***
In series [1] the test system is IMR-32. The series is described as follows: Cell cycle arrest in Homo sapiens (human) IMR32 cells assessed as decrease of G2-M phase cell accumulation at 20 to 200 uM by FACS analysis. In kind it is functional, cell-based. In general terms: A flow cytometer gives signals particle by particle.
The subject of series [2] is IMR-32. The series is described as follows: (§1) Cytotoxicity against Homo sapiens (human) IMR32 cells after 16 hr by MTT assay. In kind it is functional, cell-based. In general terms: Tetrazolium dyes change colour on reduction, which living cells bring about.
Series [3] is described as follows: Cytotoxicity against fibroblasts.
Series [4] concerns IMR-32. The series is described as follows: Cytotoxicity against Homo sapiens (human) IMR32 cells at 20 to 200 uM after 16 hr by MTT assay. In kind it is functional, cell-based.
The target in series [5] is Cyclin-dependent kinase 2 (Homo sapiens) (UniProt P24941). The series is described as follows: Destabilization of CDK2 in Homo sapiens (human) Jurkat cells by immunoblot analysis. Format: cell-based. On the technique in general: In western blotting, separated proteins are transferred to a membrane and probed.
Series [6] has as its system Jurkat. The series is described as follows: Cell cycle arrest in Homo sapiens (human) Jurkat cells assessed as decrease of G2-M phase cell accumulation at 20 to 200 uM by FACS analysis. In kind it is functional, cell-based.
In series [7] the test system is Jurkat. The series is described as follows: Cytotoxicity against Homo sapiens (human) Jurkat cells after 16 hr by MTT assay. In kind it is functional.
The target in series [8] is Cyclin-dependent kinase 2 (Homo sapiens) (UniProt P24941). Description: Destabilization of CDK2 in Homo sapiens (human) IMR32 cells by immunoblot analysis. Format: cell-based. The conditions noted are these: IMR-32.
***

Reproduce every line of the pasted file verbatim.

In series [1] the test system is IMR-32. The series is described as follows: Cell cycle arrest in Homo sapiens (human) IMR32 cells assessed as decrease of G2-M phase cell accumulation at 20 to 200 uM by FACS analysis. In kind it is functional, cell-based. In general terms: A flow cytometer gives signals particle by particle.
The subject of series [2] is IMR-32. The series is described as follows: (§1) Cytotoxicity against Homo sapiens (human) IMR32 cells after 16 hr by MTT assay. In kind it is functional, cell-based. In general terms: Tetrazolium dyes change colour on reduction, which living cells bring about.
Series [3] is described as follows: Cytotoxicity against fibroblasts.
Series [4] concerns IMR-32. The series is described as follows: Cytotoxicity against Homo sapiens (human) IMR32 cells at 20 to 200 uM after 16 hr by MTT assay. In kind it is functional, cell-based.
The target in series [5] is Cyclin-dependent kinase 2 (Homo sapiens) (UniProt P24941). The series is described as follows: Destabilization of CDK2 in Homo sapiens (human) Jurkat cells by immunoblot analysis. Format: cell-based. On the technique in general: In western blotting, separated proteins are transferred to a membrane and probed.
Series [6] has as its system Jurkat. The series is described as follows: Cell cycle arrest in Homo sapiens (human) Jurkat cells assessed as decrease of G2-M phase cell accumulation at 20 to 200 uM by FACS analysis. In kind it is functional, cell-based.
In series [7] the test system is Jurkat. The series is described as follows: Cytotoxicity against Homo sapiens (human) Jurkat cells after 16 hr by MTT assay. In kind it is functional.
The target in series [8] is Cyclin-dependent kinase 2 (Homo sapiens) (UniProt P24941). Description: Destabilization of CDK2 in Homo sapiens (human) IMR32 cells by immunoblot analysis. Format: cell-based. The conditions noted are these: IMR-32.